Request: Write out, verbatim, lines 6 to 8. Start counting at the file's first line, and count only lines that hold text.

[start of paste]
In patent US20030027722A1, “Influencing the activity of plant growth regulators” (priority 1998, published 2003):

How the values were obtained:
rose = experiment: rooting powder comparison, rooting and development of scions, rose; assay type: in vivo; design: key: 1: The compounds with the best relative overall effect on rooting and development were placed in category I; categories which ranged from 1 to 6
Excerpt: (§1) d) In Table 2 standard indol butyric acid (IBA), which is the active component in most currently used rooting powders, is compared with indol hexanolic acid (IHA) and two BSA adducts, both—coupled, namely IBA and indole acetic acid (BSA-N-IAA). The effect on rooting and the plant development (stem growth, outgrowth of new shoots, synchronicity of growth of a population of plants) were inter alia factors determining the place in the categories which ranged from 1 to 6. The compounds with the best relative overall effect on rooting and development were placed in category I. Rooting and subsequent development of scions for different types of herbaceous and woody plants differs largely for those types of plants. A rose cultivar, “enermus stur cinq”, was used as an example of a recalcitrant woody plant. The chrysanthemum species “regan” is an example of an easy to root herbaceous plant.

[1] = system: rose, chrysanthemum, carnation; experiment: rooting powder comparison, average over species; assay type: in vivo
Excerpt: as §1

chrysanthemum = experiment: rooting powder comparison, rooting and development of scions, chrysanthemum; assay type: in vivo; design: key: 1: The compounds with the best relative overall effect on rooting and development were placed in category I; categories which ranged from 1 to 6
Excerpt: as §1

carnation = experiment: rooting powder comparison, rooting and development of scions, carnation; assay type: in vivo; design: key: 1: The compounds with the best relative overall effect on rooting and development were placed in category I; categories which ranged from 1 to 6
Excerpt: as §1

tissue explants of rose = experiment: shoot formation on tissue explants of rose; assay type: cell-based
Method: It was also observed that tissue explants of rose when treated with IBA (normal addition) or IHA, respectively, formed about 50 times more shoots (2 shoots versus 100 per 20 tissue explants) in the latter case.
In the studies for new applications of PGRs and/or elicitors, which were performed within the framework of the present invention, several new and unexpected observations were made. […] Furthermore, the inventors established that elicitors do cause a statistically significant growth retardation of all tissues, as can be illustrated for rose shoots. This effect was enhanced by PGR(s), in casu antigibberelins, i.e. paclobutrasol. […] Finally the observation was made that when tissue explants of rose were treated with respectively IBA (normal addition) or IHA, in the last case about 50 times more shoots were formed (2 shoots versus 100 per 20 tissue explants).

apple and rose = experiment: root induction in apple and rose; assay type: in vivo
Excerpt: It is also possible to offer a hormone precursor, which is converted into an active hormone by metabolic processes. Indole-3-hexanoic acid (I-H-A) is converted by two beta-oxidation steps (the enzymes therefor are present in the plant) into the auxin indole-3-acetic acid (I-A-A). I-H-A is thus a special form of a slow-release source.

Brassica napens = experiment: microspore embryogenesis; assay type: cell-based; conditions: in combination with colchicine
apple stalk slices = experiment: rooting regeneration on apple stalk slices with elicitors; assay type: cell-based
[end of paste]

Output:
Excerpt: as §1

chrysanthemum = experiment: rooting powder comparison, rooting and development of scions, chrysanthemum; assay type: in vivo; design: key: 1: The compounds with the best relative overall effect on rooting and development were placed in category I; categories which ranged from 1 to 6
Excerpt: as §1